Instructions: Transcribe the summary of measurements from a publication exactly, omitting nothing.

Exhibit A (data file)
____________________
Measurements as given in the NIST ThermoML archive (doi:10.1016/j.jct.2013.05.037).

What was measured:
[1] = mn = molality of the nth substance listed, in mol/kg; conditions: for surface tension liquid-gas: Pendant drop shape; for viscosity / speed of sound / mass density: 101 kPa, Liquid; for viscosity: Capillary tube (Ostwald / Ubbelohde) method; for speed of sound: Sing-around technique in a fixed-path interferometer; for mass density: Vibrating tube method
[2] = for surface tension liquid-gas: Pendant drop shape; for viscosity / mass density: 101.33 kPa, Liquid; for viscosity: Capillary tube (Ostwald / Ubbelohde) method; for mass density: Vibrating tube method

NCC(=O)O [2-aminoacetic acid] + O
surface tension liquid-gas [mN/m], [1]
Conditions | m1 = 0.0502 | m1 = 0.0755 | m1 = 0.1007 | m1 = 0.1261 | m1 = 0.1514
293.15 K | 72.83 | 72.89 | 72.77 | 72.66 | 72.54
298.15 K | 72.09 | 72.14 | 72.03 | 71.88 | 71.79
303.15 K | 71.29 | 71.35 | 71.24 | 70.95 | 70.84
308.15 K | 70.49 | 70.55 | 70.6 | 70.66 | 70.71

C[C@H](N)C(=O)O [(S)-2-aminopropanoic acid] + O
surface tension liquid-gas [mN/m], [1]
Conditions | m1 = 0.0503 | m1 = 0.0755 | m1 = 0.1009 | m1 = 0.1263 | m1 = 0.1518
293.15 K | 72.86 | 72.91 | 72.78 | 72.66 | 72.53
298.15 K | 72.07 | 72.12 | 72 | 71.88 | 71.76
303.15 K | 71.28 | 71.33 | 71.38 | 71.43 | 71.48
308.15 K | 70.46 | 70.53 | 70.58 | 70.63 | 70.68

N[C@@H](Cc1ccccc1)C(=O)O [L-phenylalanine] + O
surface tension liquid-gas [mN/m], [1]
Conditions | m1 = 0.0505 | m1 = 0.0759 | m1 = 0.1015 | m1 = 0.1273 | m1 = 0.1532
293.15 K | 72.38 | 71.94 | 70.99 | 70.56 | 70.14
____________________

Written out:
Measurements as given in the NIST ThermoML archive (doi:10.1016/j.jct.2013.05.037).

What was measured:
[1] = mn = molality of the nth substance listed, in mol/kg; conditions: for surface tension liquid-gas: Pendant drop shape; for viscosity / speed of sound / mass density: 101 kPa, Liquid; for viscosity: Capillary tube (Ostwald / Ubbelohde) method; for speed of sound: Sing-around technique in a fixed-path interferometer; for mass density: Vibrating tube method
[2] = for surface tension liquid-gas: Pendant drop shape; for viscosity / mass density: 101.33 kPa, Liquid; for viscosity: Capillary tube (Ostwald / Ubbelohde) method; for mass density: Vibrating tube method

NCC(=O)O [2-aminoacetic acid] + O
surface tension liquid-gas [mN/m], [1]
Conditions | m1 = 0.0502 | m1 = 0.0755 | m1 = 0.1007 | m1 = 0.1261 | m1 = 0.1514
293.15 K | 72.83 | 72.89 | 72.77 | 72.66 | 72.54
298.15 K | 72.09 | 72.14 | 72.03 | 71.88 | 71.79
303.15 K | 71.29 | 71.35 | 71.24 | 70.95 | 70.84
308.15 K | 70.49 | 70.55 | 70.6 | 70.66 | 70.71

C[C@H](N)C(=O)O [(S)-2-aminopropanoic acid] + O
surface tension liquid-gas [mN/m], [1]
Conditions | m1 = 0.0503 | m1 = 0.0755 | m1 = 0.1009 | m1 = 0.1263 | m1 = 0.1518
293.15 K | 72.86 | 72.91 | 72.78 | 72.66 | 72.53
298.15 K | 72.07 | 72.12 | 72 | 71.88 | 71.76
303.15 K | 71.28 | 71.33 | 71.38 | 71.43 | 71.48
308.15 K | 70.46 | 70.53 | 70.58 | 70.63 | 70.68

N[C@@H](Cc1ccccc1)C(=O)O [L-phenylalanine] + O
surface tension liquid-gas [mN/m], [1]
Conditions | m1 = 0.0505 | m1 = 0.0759 | m1 = 0.1015 | m1 = 0.1273 | m1 = 0.1532
293.15 K | 72.38 | 71.94 | 70.99 | 70.56 | 70.14